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Independent voices from the The Washington Times Communities
Topic - Husain Haqqani
After 66 years of bilateral ties, U.S.-Pakistani relations are still based on delusions — and Husain Haqqani is on a campaign to correct the diplomatic self-deceptions.
The head of the government of Gibraltar is urging the U.S. to take sides with the British territory in its latest dispute with Spain, which demands sovereignty over the promontory that it claims is an illegal colony.
Pakistani Ambassador Sherry Rehman resigned Tuesday, citing her party's loss in parliamentary elections as she plans to return to her South Asian nation where she faces a police investigation on charges of blasphemy.
The embattled former ambassador from Pakistan cited threats from "ideologically driven maniacs" as he defied his country's highest court this week by refusing to return home for a hearing into a complex case involving accusations of treason and a shadowy figure who claims the ex-envoy was part of a political conspiracy.
Serving as Pakistan's ambassador to the United States is risky business, as the country's former envoy noted after hearing about the legal threat against the current ambassador.
Talk of a diplomatic divorce has U.S. and Pakistani officials trying to patch things up, and maybe get a little counseling.
U.S.-Pakistan relations are so bad that the two countries should get a diplomatic divorce, but they could still date each other once in a while.
The head of Pakistan's intelligence agency is due in Washington this week, as U.S.-Pakistani relations remain tense and just days after Pakistan's ambassador here demanded an end to U.S. drone attacks against terrorist targets in her country.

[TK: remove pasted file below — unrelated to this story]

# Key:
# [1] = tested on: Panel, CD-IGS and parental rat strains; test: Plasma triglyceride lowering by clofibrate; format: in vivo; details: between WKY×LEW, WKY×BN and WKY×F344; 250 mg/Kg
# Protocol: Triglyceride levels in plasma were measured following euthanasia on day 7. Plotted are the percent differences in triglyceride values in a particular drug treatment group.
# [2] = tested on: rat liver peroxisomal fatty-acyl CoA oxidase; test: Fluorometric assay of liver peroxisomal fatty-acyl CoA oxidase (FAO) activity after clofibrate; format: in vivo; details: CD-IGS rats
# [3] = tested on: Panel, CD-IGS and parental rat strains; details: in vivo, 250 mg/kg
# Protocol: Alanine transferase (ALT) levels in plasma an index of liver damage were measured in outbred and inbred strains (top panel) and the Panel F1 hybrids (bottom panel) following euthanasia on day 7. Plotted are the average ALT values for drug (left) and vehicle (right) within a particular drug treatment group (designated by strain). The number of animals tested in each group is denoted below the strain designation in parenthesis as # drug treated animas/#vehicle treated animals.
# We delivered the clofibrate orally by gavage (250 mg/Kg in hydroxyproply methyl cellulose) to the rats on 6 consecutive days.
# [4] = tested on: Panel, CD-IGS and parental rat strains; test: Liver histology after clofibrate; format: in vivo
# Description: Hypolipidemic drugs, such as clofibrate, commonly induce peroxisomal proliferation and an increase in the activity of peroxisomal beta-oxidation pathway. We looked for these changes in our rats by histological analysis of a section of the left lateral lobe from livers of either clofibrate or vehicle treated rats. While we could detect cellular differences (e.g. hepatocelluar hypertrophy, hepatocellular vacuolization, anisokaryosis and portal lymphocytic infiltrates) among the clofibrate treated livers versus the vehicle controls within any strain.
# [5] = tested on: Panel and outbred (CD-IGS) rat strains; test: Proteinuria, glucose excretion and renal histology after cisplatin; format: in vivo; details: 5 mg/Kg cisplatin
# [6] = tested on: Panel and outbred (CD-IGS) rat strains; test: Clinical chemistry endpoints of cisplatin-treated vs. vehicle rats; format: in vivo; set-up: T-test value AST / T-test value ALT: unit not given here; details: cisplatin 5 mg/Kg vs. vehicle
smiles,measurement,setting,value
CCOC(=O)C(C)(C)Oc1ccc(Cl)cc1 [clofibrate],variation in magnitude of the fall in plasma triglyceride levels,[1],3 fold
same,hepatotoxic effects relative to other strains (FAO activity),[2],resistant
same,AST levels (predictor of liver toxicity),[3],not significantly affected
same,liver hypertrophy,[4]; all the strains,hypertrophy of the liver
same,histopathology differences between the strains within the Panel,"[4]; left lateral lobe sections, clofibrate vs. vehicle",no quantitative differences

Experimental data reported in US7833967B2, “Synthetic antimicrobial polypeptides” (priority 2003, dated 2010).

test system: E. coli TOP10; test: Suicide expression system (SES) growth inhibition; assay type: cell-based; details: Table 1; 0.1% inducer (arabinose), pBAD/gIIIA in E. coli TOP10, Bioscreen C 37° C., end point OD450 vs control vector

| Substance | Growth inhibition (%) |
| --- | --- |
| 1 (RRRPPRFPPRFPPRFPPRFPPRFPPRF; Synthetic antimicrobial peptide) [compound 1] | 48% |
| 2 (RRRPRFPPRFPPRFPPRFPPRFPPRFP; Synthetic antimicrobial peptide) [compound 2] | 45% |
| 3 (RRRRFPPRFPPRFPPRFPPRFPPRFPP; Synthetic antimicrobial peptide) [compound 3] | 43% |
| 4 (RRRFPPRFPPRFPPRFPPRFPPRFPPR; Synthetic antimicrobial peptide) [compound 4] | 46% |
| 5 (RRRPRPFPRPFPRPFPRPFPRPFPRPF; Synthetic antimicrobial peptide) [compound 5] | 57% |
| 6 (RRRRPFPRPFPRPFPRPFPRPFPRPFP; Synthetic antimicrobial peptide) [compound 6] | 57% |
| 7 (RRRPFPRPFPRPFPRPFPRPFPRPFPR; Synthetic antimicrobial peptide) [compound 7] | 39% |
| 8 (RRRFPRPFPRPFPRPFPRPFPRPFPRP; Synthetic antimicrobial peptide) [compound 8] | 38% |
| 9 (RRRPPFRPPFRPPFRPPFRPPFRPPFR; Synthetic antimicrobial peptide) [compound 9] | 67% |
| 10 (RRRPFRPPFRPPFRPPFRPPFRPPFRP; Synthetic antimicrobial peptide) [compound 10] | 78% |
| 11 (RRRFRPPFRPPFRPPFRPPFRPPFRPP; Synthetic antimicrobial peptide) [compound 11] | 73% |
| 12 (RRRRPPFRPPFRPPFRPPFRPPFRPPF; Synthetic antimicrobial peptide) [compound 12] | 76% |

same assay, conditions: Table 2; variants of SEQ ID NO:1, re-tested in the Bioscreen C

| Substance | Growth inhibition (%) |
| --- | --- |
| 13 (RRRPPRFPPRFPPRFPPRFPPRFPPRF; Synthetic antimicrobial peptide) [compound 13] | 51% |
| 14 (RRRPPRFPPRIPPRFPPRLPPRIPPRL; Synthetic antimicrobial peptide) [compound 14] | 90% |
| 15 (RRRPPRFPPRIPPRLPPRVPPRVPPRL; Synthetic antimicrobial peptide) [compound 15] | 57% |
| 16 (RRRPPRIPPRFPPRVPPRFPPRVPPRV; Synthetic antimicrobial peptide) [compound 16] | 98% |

The U.S. ambassador to Nigeria compared the terrorist violence in the northern part of the West African nation to the crime wave that gripped New York in the 1980s, as he urged the Nigerian government to abandon "heavy-handed" military tactics and adopt a softer approach in dealing with the Islamic militant threat.
Pakistan's former ambassador to the United States Tuesday denounced a judicial inquiry that accused him of "disloyalty" to Pakistan and claimed he orchestrated a letter to the Pentagon seeking U.S. help in case of a military coup against the civilian government in Islamabad.
U.S. Defense Secretary Leon Panetta on Thursday pressured Pakistan to do more to root out the al Qaeda-linked Haqqani terrorist network from its territory, saying that U.S. officials are "reaching the limits of our patience."
The head of the House Foreign Affairs Committee is urging President Obama to protect a blind Chinese dissident reportedly sheltered in the U.S. Embassy in Beijing as Secretary of State Hillary Rodham Clinton heads to China for long-scheduled talks suddenly overshadowed by the diplomatic emergency.
A senior Israeli lawmaker is complaining to the U.S. Embassy in Tel Aviv over the State Department's refusal to issue a visa for another Israeli legislator who once belonged to an outlawed political party on the U.S. terrorist list.
Pakistan's government faced a constitutional threat Monday from the Supreme Court, which began contempt proceedings against the prime minister for failing to reopen a corruption investigation against the president.
Fears of a coup in Pakistan increased Wednesday when the military warned of "potentially grievous consequences" after the prime minister criticized the army chief and the head of the country's spy agency.
"The book is only two weeks old, and there have already been a number of fatwas, criticism, [charges of] blasphemy and traitor," he said.
Mr. Haqqani noted that a leading Pakistani scholar, a physicist by training, actually teaches his students that the world is run by a cabal of bankers who control people through microchips planted in their brains.